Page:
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Syrian refugees faced with 'nowhere to live'

Amanda Thorsteinsson of the Canadian Foodgrains Bank in Winnipeg is in Jordan and Lebanon, where she is visiting projects that are helping people affected by the conflict in Syria. In this update, she visits Syrian refugees living in what are officially called 'informal tented settlements.'

Winnipeg woman visits refugee family in informal settlement

Abdel, a Syrian father of six children, holds one of his children at the "informal tented settlement" where they are currently staying. His family has been living out of a tent with no access to water for about seven months. (Submitted by Amanda Thorsteinsson)

Amanda Thorsteinsson, a communications officer with the Canadian Foodgrains Bank in Winnipeg, is in Jordan and Lebanon, where she is visiting refugee camps for displaced Syrians and other projects that are helping people affected by the conflict in that country.

Today we visited Syrian refugees living in what are officially called “informal tented settlements.”

They're big United Nations tents that Syrian refugees stick up all over the countryside wherever they can.

The contents of a monthly food ration box from World Renew, which is supported by the Canadian government and the Canadian Foodgrains Bank. (Submitted by Amanda Thorsteinsson)
It's not out of choice. There's just so many refugees flooding into Jordan that there's literally nowhere to live. And more refugees are coming every day.

Soon after I arrived I met Abdel, a Syrian father with six children.

Abdel was never part of the fighting in Syria. When the fighting started, he took his family and they fled into Zaatari Camp, a huge sprawling camp run by the UN.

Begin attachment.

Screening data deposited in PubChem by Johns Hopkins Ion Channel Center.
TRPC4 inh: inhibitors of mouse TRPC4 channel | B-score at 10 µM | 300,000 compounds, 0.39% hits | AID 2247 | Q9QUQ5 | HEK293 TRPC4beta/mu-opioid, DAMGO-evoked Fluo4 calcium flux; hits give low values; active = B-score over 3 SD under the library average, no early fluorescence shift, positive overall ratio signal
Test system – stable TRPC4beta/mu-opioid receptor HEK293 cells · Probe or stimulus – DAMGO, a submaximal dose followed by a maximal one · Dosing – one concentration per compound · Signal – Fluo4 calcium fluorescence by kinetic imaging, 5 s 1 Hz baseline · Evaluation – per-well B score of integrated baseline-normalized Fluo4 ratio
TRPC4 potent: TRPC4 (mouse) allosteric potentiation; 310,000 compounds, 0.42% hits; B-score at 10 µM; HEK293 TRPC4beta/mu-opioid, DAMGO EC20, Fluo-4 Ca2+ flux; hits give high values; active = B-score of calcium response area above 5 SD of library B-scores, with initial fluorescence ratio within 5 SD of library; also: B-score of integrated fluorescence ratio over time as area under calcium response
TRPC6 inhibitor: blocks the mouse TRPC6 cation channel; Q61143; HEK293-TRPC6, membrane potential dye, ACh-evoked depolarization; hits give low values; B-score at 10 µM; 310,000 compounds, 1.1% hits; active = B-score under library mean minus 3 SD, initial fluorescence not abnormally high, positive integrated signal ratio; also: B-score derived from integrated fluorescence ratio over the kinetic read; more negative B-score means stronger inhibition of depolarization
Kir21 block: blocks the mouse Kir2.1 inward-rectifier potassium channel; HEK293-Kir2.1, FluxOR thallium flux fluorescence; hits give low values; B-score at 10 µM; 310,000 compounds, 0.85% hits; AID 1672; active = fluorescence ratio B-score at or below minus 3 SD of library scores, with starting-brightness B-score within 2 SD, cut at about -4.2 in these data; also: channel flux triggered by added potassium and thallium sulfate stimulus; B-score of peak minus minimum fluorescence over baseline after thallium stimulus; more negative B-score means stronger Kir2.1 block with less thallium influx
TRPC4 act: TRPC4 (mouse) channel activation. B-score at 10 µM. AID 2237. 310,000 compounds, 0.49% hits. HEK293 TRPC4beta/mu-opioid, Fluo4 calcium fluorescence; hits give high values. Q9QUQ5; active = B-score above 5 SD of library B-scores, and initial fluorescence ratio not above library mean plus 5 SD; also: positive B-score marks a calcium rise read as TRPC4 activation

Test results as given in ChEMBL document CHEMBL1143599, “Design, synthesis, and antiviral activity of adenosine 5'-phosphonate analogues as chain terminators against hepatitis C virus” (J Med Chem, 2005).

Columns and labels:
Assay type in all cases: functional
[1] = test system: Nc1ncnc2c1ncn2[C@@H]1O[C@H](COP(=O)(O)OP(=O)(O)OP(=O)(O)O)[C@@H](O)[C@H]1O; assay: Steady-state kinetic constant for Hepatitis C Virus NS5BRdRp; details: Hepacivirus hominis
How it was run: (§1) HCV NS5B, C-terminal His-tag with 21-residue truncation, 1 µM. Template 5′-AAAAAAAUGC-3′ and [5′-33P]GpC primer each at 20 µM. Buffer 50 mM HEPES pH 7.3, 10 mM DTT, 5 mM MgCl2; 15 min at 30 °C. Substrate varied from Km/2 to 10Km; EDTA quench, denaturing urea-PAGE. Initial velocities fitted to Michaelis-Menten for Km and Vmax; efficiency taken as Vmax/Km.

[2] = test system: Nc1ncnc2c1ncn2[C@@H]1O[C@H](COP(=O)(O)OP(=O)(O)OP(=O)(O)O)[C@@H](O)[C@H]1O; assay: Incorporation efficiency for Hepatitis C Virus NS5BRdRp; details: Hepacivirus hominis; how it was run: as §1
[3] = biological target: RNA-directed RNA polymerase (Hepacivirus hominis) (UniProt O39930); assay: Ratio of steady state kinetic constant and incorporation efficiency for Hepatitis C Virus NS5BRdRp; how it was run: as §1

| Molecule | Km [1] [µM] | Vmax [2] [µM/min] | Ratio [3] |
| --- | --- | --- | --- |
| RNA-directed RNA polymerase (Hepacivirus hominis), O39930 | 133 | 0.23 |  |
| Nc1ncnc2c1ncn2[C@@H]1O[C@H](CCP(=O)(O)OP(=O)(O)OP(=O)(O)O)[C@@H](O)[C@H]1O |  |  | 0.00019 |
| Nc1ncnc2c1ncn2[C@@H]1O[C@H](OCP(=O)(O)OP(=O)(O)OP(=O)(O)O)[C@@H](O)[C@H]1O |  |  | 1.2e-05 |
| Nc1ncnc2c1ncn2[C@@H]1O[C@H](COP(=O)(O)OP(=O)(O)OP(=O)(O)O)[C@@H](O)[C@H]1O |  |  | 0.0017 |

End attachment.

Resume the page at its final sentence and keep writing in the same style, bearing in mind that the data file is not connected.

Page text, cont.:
However, the family couldn't stay there.

“There were serious diseases, it was dirty, and not good for the children,” he says. “And then the rebels came in the night and started burning our tents in the camp.”

Amanda Thorsteinsson of the Canadian Foodgrains Bank meets members of Abdel's family at the informal settlement. (Submitted by Amanda Thorsteinsson)
So they packed up and left and now they've been living out of a tent with no access to water for about seven months.

Each month, he receives a food ration box from World Renew, which is supported by the Canadian government and the Canadian Foodgrains Bank.

Inside the box are things like lentils, rice, cooking oil, and tuna.

If the food is not enough, Abdel has to find work.

“I work on the olive tree farms when I can to earn some money,” he says.

But that small bit of money isn't nearly enough to support a family.

I can't imagine what it must be like as a parent not to be able to provide for your children, especially not through any fault of your own.

For now, Abdel’s kids can't go to school. They play outside all day and watch news of their home, Syria, on a small television, which was given to them by a local Jordanian family.

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